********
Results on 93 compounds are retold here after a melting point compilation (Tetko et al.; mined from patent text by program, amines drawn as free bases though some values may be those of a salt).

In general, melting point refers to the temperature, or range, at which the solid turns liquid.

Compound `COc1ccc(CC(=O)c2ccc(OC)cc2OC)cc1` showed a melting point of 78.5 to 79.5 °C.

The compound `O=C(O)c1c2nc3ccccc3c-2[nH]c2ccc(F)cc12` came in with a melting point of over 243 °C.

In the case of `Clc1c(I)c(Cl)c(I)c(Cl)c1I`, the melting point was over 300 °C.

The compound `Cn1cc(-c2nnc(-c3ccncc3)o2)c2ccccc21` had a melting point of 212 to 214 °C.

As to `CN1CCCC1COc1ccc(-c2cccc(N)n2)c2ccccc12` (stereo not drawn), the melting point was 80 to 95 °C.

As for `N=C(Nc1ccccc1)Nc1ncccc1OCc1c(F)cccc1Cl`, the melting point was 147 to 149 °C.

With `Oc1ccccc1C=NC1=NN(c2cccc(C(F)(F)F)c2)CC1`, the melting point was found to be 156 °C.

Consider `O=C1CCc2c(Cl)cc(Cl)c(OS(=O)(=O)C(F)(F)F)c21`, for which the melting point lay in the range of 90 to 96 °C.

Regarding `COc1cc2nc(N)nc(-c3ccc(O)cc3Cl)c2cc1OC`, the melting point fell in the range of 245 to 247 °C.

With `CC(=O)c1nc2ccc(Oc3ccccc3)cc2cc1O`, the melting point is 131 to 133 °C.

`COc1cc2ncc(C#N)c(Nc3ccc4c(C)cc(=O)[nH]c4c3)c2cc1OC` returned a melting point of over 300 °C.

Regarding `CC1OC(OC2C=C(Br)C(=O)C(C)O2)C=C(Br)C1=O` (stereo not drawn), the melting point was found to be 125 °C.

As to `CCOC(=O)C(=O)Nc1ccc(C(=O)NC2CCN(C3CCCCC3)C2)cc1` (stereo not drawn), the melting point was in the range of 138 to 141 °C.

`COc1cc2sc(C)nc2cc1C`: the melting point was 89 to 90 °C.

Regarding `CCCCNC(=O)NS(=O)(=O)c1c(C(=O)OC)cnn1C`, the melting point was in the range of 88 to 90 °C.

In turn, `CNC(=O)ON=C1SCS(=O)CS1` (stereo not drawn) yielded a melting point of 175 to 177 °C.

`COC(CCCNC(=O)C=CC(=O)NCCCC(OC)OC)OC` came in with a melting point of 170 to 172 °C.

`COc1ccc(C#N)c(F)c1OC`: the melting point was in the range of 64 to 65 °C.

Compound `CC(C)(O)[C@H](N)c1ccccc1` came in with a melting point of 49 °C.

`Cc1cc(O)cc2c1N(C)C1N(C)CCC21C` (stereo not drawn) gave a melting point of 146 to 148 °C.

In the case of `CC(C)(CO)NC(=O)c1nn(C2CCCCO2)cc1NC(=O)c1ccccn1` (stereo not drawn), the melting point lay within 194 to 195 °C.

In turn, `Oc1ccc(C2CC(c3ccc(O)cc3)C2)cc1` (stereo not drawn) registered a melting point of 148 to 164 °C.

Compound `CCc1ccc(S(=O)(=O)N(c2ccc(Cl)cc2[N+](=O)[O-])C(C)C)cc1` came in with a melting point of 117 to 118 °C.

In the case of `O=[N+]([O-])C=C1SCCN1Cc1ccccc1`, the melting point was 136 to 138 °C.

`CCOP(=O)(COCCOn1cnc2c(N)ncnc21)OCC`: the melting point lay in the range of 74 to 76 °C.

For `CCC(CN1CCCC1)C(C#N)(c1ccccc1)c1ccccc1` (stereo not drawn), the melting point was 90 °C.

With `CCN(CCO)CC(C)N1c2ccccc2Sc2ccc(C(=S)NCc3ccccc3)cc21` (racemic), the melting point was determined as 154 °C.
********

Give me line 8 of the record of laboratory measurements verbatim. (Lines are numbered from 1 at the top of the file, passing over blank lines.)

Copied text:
As for `N=C(Nc1ccccc1)Nc1ncccc1OCc1c(F)cccc1Cl`, the melting point was 147 to 149 °C.